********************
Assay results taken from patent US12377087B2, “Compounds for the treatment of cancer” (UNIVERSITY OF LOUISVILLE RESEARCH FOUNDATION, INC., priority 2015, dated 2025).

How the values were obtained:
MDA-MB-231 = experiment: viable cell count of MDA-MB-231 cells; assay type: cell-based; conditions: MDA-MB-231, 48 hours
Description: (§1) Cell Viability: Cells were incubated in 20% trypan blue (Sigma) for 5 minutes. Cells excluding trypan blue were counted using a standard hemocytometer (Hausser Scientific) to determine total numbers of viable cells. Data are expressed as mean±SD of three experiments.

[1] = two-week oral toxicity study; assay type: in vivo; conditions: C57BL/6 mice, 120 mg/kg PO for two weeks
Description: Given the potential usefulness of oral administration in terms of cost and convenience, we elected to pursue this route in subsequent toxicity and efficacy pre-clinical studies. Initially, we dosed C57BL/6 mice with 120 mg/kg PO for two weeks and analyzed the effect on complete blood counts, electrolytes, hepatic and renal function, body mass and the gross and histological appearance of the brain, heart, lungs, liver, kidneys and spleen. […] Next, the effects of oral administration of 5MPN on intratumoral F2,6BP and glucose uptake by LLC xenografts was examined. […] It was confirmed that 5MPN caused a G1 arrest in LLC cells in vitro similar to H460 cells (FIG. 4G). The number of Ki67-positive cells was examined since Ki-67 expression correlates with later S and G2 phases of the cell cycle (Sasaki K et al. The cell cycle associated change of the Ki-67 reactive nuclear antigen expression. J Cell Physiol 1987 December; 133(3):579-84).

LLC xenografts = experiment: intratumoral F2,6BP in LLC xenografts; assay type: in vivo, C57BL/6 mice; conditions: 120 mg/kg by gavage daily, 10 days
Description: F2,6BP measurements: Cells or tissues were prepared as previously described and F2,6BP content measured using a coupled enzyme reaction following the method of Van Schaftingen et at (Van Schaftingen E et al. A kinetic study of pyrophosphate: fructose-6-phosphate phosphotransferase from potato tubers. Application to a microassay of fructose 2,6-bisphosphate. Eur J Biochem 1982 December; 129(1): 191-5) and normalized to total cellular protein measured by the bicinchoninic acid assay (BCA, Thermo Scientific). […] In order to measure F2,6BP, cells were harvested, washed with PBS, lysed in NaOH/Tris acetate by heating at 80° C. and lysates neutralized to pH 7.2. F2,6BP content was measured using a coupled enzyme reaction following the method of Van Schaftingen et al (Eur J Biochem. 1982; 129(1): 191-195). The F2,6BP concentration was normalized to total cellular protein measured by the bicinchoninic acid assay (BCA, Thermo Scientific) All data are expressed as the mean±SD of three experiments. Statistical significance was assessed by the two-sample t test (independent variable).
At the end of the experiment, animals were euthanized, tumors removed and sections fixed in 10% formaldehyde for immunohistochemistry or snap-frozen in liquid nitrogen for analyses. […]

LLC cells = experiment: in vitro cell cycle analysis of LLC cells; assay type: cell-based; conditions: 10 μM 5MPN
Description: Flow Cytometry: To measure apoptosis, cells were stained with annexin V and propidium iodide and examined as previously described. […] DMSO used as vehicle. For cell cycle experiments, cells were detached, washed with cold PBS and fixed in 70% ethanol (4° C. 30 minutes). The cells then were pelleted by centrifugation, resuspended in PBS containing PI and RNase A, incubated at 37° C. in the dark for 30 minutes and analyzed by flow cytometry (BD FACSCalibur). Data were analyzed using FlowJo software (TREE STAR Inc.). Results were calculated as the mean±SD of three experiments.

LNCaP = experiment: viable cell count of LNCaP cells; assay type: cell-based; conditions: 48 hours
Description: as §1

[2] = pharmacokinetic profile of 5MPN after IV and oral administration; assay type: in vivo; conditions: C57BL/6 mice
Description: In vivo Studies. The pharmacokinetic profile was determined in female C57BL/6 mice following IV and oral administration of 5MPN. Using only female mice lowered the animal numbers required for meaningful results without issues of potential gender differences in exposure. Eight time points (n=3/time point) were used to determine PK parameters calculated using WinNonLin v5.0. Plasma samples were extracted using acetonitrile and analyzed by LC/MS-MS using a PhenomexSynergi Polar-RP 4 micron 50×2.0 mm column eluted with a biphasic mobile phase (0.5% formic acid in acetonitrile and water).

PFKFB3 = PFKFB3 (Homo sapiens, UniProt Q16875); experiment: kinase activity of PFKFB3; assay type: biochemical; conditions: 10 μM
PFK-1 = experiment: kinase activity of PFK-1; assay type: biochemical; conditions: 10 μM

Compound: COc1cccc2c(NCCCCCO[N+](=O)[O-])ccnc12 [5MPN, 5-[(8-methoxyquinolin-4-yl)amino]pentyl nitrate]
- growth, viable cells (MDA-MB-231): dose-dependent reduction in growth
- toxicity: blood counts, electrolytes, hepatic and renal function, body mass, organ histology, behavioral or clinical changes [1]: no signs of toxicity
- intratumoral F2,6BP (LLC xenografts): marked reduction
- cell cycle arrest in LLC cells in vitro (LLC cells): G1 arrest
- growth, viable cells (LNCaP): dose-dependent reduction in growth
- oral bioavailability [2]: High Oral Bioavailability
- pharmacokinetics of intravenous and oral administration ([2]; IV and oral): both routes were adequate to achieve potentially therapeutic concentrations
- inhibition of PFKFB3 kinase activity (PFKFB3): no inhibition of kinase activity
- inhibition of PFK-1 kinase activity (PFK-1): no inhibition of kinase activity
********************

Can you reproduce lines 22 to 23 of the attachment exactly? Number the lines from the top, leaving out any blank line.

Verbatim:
- cell cycle arrest in LLC cells in vitro (LLC cells): G1 arrest
- growth, viable cells (LNCaP): dose-dependent reduction in growth